The run course for this tri is 3.4 miles and while it is by far my best event of a tri, it takes a half mile or so to get rid of the post bike wobbly feeling in my legs. Running out on to the course I tried to just get my legs to turn over as fast as I could. I did see my parents on this part of the course but leaning in to high 5 my dad I almost lost my balance. There is a nice big hill in the beginning of the run but I felt pretty good and was excited to be almost done with the race. I clocked a 7:53 for the first mile and decided I would be happy as long as I kept my pace under an 8 minute mile. Finishing up the 2nd mile I had averaged 7:59. I was losing speed but still under goal. I finally got my legs back and found some kick in the 3rd mile averaging 7:37 and really wanted to finish strong so I pushed the last .4 miles of the course. Mom and Dad were cheering for me along Bathing Beach Rd as I came in to cross the finish line. I finished the 2014 Nantucket Tri in 1:30:27.
My number one goal for this race was to improve from previous years and I was thrilled that I accomplished that by finishing more than 2 minutes faster than last year and over 6 minutes fast than 2012. The swim is so unpredictable in this race that I didn’t count that much as a factor but I really wanted to bike faster this year and tried to put a lot of effort into that part of the course. This year I clocked 17.2 MPH on the bike which is a big improvement for me from the 16.3 and 16.4 I did the two years before. In a tri, I always want to do well in the run since it’s my specialty. Last year, my pace was 8:13 on the course and I was disappointed in that so I really wanted to be under 8 minute miles. I averaged 7:54 minute miles on the run and I was very happy with that. I’m hoping that the results motivate me to keep trying on the bike. All of my confidence problems would be solved if I committed to spending more time riding.
Jared also had a terrific race finishing in a speedy 1:07:41 (more than 5 minutes faster than his time from last year) and 4th in his age group. We all had our hearts set on him being on the podium this year but his division was just too competitive. In any other group he would have been in the top 3. I told him it was something to look forward to when he turned 40 in a couple of years. I think I made that comment right before we took this photo:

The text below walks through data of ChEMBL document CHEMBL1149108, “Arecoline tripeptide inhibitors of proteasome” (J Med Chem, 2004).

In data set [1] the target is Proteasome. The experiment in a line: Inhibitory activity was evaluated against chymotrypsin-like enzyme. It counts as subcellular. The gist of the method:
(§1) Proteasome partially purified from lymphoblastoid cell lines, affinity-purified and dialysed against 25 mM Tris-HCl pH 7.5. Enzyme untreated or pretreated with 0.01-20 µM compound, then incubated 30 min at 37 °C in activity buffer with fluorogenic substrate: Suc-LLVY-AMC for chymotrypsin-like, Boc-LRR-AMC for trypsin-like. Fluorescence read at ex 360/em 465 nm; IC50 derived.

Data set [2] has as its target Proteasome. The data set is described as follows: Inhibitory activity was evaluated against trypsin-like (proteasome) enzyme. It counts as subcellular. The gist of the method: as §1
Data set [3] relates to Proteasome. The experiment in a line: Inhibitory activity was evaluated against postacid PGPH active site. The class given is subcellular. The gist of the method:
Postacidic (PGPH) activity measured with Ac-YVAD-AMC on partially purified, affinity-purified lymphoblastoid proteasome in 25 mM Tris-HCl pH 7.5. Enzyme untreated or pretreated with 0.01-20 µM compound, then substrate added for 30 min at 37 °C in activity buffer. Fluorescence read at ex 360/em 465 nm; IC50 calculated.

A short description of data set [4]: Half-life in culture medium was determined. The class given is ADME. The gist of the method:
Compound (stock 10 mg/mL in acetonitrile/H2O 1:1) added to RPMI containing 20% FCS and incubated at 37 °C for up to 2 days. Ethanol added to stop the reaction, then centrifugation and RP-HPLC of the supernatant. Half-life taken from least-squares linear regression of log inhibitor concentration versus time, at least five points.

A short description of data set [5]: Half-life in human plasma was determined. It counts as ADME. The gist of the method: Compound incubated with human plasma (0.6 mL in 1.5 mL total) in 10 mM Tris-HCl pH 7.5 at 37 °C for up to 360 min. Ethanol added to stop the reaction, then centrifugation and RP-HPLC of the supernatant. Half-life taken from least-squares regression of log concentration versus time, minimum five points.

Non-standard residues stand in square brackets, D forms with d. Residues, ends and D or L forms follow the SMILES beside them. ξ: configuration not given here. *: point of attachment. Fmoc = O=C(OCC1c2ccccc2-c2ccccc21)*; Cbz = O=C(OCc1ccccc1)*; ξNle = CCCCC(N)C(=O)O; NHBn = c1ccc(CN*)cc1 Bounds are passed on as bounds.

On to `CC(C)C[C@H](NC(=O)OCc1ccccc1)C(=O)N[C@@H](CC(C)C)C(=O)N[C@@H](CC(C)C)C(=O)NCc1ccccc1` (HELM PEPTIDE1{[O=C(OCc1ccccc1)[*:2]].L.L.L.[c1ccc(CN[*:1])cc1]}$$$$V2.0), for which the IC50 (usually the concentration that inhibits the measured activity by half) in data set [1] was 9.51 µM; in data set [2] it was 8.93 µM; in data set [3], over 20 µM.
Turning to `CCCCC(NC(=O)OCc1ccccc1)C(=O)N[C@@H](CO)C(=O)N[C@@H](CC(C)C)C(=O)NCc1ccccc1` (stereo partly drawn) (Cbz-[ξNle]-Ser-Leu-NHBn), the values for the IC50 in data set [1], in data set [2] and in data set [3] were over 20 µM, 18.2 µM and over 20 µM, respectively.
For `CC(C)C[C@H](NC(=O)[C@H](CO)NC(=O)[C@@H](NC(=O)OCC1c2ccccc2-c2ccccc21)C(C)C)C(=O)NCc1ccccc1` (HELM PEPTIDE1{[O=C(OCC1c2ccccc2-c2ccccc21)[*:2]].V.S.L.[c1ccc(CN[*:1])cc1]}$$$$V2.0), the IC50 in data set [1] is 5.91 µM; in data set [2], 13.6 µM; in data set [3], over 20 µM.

One of the best parts of competing in this triathlon is being able to enjoy the day and celebrate on Nantucket afterwards. After cleaning up we headed over to see some friends at Cisco Brewery where I got to try a new beer –Shark Tracker Light Lager as part of their partnership with Ocearch – a non-profit doing research on great white sharks. With the app they are developing you can ‘scan the can’ and it looks like a shark is swimming around the beer. This kept me entertained for quite a while.
We also got to spend some more time with our friends from Maple Water who helped us rehydrate after the race. They are also partnering with Cisco and came up with some fun cocktails at the distillery.
That evening we went to Nautilus, a new restaurant on the island this season. Before dinner we had some cocktails with friends and my parents came over to congratulate us again. We were, of course,still wearing our race numbers on our arms so everyone knew we had raced the triathlon earlier in the day and enjoyed some of the local bars to celebrate our accomplishment. Another super fun night on Nantucket.
When I talk to non-athletes, I’m often asked often why I run long distance or wake up at crazy hours to do something like a triathlon. Sometimes, I don’t have an answer…I just like doing it. Sometimes, it’s a little clearer. I love the challenge of working through something physically difficult and then completing it. It makes me feel good about myself both physically and mentally to know I had the strength (again physical and mental) to see this through. In previous triathlons I have thought (usually on the bike) ‘Wow, I can’t believe I’m doing this’ but the more confidence I build the more believable it is. Of course, I am doing this because I’m strong and capable and I look awesome in a wetsuit.
Thank you to everyone involved in coordinating another great Nantucket Triathlon especially the volunteers who get up so early in the morning to help us out and cheer us on. Thank you also to everyone on the island who had to cooperate with road closures and inconveniences so we could enjoy the event. It is such a special race and I hope to be back next year and many years after.